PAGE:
When the weather gets chilly, I tend to be drawn towards heavier, warmer food. Dishes we’d usually consider comfort food. Here are my top ten choices for filling winter foods you might want to try. As a bonus, most them are pretty darn frugal, too.
Roasted chicken appeared on my fall foods list, but it’s also one of the simplest, most satisfying winter foods around. There are a million variations on the perfect roasted chicken, but two things are most important to me: juicy meat and crispy skin. The herbs and other flavorings are just bonuses on this already satisfying dish. A whole chicken is pretty cheap (unless you’re buying organic), and you can complete the meal by tossing a few halved roasting potatoes and some carrots into the pan with it.
Are you sensing a theme? I saw this recipe on the Food Network the other day and my mouth started watering. Roasting a big hunk of meat is just as easy as roasting a chicken. The sides are generally the same, too – toss some potatoes in the pan with the roast and you’re good to go.
Any kind – chowder, chicken noodle, tomato bean, it doesn’t matter. Give me a bowl of soup and a piece of toast and I’m a happy camper. French onion soup is sounding particularly good right now. I prefer fresh soup, but canned soup will do. It’s the best when you’re sick – and science proves it. They don’t know why, but chicken soup really does speed the healing process for the common cold or flu. They suspect it has to do with the way the fat in the chicken renders down and combines with the antioxidants in the vegetables.
Macaroni and Cheese
I actually didn’t like mac and cheese as a kid, but now that I’ve discovered the joys of the homemade version with gluten-free pasta and manchego cheese, I’m sold on the wonders of this traditional comfort food.
Grilled Cheese Sandwich
Another childhood favorite that makes a fabulous accompaniment to a bowl of soup. I preferred American cheese as a child, but I’m open to variations like cheddar, manchego, and other rich cheeses now.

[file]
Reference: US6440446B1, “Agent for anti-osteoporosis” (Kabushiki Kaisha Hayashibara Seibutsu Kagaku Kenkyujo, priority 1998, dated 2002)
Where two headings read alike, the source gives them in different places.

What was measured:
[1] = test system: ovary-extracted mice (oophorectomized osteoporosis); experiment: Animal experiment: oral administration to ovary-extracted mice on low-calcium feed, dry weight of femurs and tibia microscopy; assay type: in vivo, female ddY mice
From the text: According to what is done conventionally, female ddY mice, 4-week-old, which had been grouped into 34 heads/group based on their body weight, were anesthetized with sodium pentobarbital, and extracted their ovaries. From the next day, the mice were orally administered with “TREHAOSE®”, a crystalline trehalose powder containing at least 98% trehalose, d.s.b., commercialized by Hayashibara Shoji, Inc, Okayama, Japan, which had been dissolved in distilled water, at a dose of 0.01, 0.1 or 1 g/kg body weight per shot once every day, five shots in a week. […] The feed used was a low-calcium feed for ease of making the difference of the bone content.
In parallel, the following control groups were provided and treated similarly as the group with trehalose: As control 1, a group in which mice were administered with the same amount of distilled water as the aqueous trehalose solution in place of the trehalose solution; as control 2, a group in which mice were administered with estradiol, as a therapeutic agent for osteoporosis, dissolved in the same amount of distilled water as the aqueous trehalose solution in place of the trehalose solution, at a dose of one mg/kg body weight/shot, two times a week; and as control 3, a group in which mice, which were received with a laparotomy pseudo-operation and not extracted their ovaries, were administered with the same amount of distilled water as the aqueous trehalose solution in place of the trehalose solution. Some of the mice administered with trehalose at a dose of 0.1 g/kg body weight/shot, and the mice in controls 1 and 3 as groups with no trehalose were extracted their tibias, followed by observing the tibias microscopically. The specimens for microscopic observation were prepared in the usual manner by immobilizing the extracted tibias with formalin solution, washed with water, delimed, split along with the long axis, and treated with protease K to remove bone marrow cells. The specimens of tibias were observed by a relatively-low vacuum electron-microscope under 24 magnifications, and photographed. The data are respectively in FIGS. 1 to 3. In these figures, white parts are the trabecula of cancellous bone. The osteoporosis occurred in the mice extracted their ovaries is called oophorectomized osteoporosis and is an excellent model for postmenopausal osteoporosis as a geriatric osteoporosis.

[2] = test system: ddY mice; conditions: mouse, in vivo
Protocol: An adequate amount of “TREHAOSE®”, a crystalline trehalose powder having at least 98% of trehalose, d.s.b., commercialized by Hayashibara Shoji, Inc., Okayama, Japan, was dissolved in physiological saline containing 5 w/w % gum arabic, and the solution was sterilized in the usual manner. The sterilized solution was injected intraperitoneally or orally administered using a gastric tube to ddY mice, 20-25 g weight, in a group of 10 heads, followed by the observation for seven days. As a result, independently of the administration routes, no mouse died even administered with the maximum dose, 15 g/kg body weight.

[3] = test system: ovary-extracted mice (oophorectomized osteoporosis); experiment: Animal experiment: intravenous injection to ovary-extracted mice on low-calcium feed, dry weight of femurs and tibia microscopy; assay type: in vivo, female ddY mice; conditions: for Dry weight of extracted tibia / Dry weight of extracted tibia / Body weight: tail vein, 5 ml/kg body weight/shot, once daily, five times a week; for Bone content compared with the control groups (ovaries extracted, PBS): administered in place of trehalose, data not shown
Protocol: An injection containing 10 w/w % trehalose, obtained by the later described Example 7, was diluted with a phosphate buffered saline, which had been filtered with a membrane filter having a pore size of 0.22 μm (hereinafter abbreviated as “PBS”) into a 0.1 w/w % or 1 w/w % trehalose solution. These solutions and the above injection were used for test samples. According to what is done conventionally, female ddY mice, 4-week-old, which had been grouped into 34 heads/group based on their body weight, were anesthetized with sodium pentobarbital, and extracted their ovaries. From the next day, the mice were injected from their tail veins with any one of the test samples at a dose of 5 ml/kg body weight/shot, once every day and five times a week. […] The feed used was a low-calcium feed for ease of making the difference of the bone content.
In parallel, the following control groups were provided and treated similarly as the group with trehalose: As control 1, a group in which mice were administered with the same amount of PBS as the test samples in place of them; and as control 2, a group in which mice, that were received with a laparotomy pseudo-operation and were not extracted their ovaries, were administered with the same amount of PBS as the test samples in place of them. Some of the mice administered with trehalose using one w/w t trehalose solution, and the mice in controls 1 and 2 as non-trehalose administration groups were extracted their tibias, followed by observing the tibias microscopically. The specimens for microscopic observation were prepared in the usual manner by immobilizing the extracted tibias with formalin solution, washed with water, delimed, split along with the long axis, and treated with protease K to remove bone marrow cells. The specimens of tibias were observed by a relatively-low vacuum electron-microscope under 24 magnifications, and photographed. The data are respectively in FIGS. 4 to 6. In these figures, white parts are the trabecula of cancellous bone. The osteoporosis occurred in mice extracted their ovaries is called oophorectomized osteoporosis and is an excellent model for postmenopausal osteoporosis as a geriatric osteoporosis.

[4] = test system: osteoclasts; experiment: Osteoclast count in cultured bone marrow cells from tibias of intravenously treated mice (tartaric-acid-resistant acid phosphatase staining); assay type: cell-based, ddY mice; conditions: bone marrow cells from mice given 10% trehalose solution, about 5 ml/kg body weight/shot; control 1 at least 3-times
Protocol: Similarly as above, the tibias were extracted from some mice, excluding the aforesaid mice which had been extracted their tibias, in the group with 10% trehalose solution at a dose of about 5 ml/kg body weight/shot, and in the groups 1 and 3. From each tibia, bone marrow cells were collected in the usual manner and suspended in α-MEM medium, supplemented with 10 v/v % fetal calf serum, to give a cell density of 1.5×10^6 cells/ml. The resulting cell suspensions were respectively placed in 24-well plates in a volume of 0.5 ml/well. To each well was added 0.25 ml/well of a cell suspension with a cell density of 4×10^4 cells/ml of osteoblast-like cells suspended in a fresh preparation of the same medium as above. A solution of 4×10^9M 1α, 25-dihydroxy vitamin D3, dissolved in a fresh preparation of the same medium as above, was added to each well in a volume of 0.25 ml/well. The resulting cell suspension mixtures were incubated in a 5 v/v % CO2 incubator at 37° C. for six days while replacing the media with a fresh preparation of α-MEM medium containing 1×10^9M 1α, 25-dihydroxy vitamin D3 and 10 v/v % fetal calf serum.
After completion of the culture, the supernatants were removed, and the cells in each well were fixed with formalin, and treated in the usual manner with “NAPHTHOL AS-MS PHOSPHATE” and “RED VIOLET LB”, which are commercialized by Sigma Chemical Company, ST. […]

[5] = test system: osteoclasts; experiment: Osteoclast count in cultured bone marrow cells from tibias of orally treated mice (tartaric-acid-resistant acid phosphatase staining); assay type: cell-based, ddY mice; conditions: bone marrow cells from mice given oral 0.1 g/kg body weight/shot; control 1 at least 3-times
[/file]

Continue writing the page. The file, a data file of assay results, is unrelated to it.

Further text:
It might be the spices, but I love a hearty jambalaya in the middle of winter. Shrimp, sausage, rice, beans, and strong spices will give you the kick you need to get through the cold months.
You can make just about any kind of fried rice in a flash. All you need is cooked rice, soy sauce, an egg, some sort of veggies, and meat or nuts. I prefer mine with snow peas and cashews, but I’ve also had it with ham and peas or chicken and peas. Mix and match – it’s filling no matter how you serve it.
I’ll admit that I’m not usually a big lasagna fan, mostly because Italian food always made me feel terrible. Now I know it was the pasta that was the issue. I haven’t yet attempted to make a gluten-free lasagna (it’s tough to make when you only buy penne pasta), but I’ve been craving it for a few weeks now so I might have to give it a try.
It sounds very 70s, but casserole can actually be quite tasty and filling. Even the classic tuna casserole can be made modern by choosing better ingredients than a can of tuna and cream of mushroom soup.
It sounds light and summery, but risotto can be just as filling in the middle of winter. It’s all in the ingredients you choose. Make it with butternut squash and it’s a totally different experience than the shrimp and lemon risotto you made in the peak of summer.
The beauty of many of these foods is that they make enough for a lunch or even a second dinner. Not a fan of leftovers? Freeze part and eat it about a month later with different side dishes. It won’t seem like leftovers. It will seem like a convenient freezer meal.
What are you favorite foods for winter? Tell me in the comments.